Part of the fun of fandom, for many of us, isn't just about consuming content, it's also about creating it. I love writing fanfic. And here's where a lot of peoples' asses start to show, and where they start whining about how they just write what they write and they only get plotbunnies for whitecock. And that may be true, but again, this is something you can actually change. If your brain doesn't come up with plotbunnies for characters of color, or for women, or for lesbians, or for a mixed-race canon couple, or for disabled or neurodivergent people? You can work on coming up with plotbunnies on your own and train your brain in the process!

For example! Say you are a fan of The Flash. For every episode you watch, come up with one plot bunny for a non-white male character. You don't have to write it; that's another step down the road. It doesn't have to be something huge. The first step is getting your brain used to generating plot bunnies for characters you normally wouldn't. If Iris had a big part in that episode, think up a story idea for her. What was she doing while Barry was fighting the villain of the week? How's things going at work for her? If Joe had a big part, think up an idea for him. If there was an Iris/Barry moment, think up a story idea for that pairing. Wally, Cisco, Caitlynn, Lisa Snart, you get the idea. If you're a Supergirl fan, come up with a story idea for Hank or James or Renee Montoya or M'Gann each episode. You don't have to write it, the goal for this part is to get you used to thinking of these characters as people with stories. People you are interested in. I mean, if you get a great idea and want to write it, awesome, but step one is to get your gut and your hindbrain primed to think about these people and care about their stories. You've already been primed to care about and think about white male characters by everything you've seen and read and heard since you were a baby, but there's been precious little priming you for everybody else, so a little extra effort is probably going to be needed.

The next step is similar to the choosing-fandoms step, only for choosing plotbunnies. You will probably have some ideas that just yank you over and demand to be written, so write them. But if you are anything like me, there are also times that you want to write and have a lot of different ideas you could write, you just have to decide which. And in that case, you can probably guess by now, give more weight to the non-whitecock options. If you have four plot bunnies you could write, and two of them are about white male characters and one of them is about a white woman and one is about a character of color? Give more weight to the woman and (especially) the character of color. I'm not saying "you can never write white men again!" I'm saying that in your decision-making process, recognize that the rest of the world is weighted WAY THE FUCK IN FAVOR OF WHITE ABLE-BODIED NEUROTYPICAL CIS MEN, so to provide balance, we should be weighting in favor of everyone else, and giving the most weight to the people that society gives the least weight to.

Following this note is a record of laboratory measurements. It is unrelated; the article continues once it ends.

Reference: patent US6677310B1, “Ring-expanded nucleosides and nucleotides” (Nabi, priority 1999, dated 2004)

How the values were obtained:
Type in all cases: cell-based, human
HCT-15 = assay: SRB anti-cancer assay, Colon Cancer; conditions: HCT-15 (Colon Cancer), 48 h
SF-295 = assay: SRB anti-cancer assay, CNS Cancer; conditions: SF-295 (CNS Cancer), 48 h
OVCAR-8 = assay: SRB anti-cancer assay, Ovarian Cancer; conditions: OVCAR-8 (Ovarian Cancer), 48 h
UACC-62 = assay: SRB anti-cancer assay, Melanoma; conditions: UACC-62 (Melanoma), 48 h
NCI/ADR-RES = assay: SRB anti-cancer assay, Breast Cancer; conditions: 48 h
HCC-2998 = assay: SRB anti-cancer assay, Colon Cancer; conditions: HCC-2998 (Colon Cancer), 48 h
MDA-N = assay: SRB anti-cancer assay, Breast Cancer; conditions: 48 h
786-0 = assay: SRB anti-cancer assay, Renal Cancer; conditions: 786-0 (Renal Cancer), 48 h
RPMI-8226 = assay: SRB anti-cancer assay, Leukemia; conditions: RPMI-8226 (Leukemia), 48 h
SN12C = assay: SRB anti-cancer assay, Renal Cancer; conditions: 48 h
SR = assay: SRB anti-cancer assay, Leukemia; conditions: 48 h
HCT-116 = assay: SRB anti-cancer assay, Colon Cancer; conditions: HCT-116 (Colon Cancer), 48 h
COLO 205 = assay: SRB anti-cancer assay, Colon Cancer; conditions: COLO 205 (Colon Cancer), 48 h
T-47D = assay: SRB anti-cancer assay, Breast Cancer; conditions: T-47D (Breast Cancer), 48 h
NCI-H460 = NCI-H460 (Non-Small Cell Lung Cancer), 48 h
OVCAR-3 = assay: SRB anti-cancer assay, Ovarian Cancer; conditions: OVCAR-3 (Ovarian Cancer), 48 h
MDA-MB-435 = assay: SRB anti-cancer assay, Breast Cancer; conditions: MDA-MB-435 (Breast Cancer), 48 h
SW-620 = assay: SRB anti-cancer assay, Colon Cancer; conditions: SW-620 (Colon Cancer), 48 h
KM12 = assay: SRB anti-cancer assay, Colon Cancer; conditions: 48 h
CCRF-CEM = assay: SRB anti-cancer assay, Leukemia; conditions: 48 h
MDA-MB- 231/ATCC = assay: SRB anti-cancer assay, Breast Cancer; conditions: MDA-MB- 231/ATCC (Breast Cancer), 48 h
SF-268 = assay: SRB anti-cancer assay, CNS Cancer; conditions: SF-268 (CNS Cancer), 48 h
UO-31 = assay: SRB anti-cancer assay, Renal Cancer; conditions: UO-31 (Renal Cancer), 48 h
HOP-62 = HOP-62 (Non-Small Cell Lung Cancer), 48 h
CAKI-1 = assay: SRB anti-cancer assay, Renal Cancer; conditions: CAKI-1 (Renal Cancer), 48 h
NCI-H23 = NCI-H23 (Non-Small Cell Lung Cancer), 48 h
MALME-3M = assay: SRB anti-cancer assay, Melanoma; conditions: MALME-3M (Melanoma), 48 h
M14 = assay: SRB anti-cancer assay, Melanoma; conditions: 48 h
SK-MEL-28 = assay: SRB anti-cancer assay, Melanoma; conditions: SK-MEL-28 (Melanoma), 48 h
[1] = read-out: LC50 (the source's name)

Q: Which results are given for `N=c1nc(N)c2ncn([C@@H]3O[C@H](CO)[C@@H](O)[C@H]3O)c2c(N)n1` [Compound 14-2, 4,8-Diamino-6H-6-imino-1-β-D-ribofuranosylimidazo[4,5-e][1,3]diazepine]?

The things I've outlined in this post don't magically get rid of all that social conditioning overnight, and they don't magically fix everything. What they do is they give you a place to start, and aim you in a direction so that, if you work on it over time, you will suck less while still having fun in fandom and making it more inclusive. And the more people who do stuff like this, the less fandom will suck over time.
beatrice_otter: Dali's Christ of St. John of the Cross (St. John of the Cross)
A day late, [personal profile] alexseanchai asked this: Historical Christian attitudes towards lesbianism? I specify lesbianism because I can't think of a Bible verse specifically prohibiting it, while everyone knows about the "to lie with a man as with a woman is abomination" and the arsenokoites.

And I'm sorry I missed your birthday!  This has been a helluva week.  (Two deaths in the congregation means two funerals, in addition to grief work.)

But the thing about historical Christian attitudes towards lesbianism is that there ... really isn't much.  For several reasons.

First, the whole way we understand sexuality is a modern phenomenon.  As in, the word homosexuality did not exist until the 19th Century, and there were no words that covered the same concept, because the idea of being attracted to the same gender as a state of being ... nobody really got that, it just wasn't a category people thought in.  As they understood it, everyone was attracted to the opposite sex, but some people had appetites so huge and so kinky that the opposite sex wasn't enough.  Which is why "what the Bible says about homosexuality" is a lot trickier to talk about than "what the Bible says about" almost anything else--we're really comparing apples to carrots.  They're not even both fruit.